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International News Coverage of Human Trafficking Arrests and Prosecutions: A Content Analytic Study
Unformatted Document Text:  involve control or punishment. When the problem is defined as a labour or human rights issue, positive measures can be taken in response (p. 7). Notwithstanding the aforementioned, Williams (1999) argues that it is also important that the logistical component of trafficking be studied from a market- based commodity approach. A strong understanding of how individuals are physically trafficked would allow for enforcement and detection to occur. The involvement of criminal organizations should be addressed and assessed in order to provide apt and capable enforcement and detection methodologies. The focus should specifically address the stages of the trafficking act where criminal enterprises are traditionally involved. Research regarding the organizational levels, coupled with the logistical component of human trafficking, can increase the success of combating trafficking. The Involvement of Criminal Organizations in Human Trafficking The involvement of criminal organizations in the global sex trade is not lost in the human trafficking literature (AIC 2000, 2001, 2002a, 2002b; Bruisma & Meershoek, 1999; GAATW, 2000; GSN, 1999; Human Rights Watch, 2001, 2002; Kelly, 2002; Salt, 2000; Schloenhardt, 1999; Shannon, 1999; Stoecker, 2000; Stone, 1999; Taibly, 2001; Taylor & Jamieson, 1999; Zhang & Chin, 2002). As in other areas of human trafficking literature, the definition of ‘organized crime’ is debated (Salt, 2000); however, the idea implicit within human trafficking discourse is that highly structured criminal organizations reap large monetary rewards from the trafficking of humans for the purpose of sexual exploitation (Human Rights Watch, 1995; Shannon, 1999; Williams, 1999). 18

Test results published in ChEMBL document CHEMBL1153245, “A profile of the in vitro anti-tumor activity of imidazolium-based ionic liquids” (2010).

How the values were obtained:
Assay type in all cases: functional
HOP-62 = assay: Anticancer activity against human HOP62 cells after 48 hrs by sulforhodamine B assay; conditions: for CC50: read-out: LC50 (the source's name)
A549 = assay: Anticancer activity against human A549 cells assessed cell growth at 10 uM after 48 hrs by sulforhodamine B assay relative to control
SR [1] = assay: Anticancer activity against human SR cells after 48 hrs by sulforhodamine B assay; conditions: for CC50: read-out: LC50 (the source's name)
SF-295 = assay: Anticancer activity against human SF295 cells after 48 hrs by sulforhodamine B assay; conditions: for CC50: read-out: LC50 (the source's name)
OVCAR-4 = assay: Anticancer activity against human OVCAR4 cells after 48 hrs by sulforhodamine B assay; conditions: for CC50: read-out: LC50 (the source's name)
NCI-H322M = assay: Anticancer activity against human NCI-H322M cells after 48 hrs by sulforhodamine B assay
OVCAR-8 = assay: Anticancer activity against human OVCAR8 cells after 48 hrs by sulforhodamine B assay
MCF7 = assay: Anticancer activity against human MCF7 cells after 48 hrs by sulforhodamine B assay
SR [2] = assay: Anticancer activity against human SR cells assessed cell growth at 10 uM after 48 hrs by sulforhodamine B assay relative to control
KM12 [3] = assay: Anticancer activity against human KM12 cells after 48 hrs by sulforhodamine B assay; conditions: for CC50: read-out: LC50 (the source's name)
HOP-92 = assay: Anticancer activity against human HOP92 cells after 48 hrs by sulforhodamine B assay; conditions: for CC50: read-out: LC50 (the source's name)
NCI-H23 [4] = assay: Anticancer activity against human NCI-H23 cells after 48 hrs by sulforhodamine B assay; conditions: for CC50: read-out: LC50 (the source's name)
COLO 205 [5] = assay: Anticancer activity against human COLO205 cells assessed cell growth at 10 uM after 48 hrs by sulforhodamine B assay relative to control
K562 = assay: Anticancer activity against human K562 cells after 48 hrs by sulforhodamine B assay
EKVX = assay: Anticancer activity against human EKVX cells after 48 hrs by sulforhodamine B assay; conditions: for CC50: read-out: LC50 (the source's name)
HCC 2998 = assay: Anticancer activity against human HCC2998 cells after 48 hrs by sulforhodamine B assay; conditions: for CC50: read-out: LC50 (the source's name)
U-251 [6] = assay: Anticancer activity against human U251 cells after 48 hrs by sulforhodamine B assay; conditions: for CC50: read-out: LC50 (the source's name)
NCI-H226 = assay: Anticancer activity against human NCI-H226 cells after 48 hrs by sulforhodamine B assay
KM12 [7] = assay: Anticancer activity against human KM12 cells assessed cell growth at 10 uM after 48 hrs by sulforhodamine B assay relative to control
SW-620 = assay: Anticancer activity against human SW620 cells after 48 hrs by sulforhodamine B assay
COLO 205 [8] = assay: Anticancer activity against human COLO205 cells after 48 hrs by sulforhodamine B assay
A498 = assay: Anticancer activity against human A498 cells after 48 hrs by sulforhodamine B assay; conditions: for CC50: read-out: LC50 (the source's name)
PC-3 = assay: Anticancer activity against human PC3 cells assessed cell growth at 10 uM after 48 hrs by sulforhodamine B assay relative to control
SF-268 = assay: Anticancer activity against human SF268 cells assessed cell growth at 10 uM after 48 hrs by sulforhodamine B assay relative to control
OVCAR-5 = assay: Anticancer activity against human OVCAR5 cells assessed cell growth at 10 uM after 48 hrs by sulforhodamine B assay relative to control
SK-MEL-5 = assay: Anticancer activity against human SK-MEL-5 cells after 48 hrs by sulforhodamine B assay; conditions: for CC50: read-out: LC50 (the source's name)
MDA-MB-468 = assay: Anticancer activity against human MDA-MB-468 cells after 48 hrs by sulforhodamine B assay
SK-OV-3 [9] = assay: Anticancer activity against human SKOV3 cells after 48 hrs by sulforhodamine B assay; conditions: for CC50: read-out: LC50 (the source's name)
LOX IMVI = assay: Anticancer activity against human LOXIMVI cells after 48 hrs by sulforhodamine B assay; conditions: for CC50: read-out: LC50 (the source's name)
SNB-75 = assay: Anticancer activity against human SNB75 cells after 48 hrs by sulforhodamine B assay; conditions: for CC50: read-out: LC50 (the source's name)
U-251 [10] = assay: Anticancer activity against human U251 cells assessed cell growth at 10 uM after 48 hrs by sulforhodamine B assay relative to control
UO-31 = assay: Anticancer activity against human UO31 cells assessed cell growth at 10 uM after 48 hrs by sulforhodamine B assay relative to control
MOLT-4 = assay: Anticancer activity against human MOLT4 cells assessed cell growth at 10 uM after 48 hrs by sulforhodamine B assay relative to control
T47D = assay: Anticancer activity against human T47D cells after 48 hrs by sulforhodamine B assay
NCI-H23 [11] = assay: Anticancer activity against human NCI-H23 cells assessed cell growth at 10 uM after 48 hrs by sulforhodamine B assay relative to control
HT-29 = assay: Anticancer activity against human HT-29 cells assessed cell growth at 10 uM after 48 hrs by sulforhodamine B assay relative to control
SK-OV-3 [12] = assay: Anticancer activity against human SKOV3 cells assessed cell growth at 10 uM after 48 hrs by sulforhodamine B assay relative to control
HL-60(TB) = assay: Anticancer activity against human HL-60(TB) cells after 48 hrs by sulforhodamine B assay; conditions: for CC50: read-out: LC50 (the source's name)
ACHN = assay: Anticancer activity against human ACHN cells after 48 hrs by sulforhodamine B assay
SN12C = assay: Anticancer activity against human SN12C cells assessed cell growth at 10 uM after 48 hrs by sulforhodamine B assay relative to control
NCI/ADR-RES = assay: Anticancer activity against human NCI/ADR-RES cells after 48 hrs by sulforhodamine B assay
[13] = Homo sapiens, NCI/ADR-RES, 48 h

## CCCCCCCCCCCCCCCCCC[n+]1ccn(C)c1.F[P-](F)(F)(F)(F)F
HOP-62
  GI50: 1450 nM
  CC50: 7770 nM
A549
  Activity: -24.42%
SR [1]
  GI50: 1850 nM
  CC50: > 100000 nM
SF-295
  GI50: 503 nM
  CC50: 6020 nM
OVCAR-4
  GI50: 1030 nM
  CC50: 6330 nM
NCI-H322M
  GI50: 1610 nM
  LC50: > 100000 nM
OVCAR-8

Authors: Denton, Erin.
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involve control or punishment.   When the problem is defined as a 
labour or human rights issue, positive measures can be taken in 
response (p. 7).
Notwithstanding the aforementioned, Williams (1999) argues that it is also 
important that the logistical component of trafficking be studied from a market-
based commodity approach. A strong understanding of how individuals are 
physically trafficked would allow for enforcement and detection to occur.  The 
involvement of criminal organizations should be addressed and assessed in 
order to provide apt and capable enforcement and detection methodologies.  The 
focus should specifically address the stages of the trafficking act where criminal 
enterprises are traditionally involved.  Research regarding the organizational 
levels, coupled with the logistical component of human trafficking, can increase 
the success of combating trafficking.
The Involvement of Criminal Organizations in Human Trafficking
The involvement of criminal organizations in the global sex trade is not lost 
in the human trafficking literature (AIC 2000, 2001, 2002a, 2002b; Bruisma & 
Meershoek, 1999; GAATW, 2000; GSN, 1999; Human Rights Watch, 2001, 
2002; Kelly, 2002; Salt, 2000; Schloenhardt, 1999; Shannon, 1999; Stoecker, 
2000; Stone, 1999; Taibly, 2001; Taylor & Jamieson, 1999; Zhang & Chin, 2002). 
As in other areas of human trafficking literature, the definition of ‘organized crime’ 
is debated (Salt, 2000); however, the idea implicit within human trafficking 
discourse is that highly structured criminal organizations reap large monetary 
rewards from the trafficking of humans for the purpose of sexual exploitation 
(Human Rights Watch, 1995; Shannon, 1999; Williams, 1999).  
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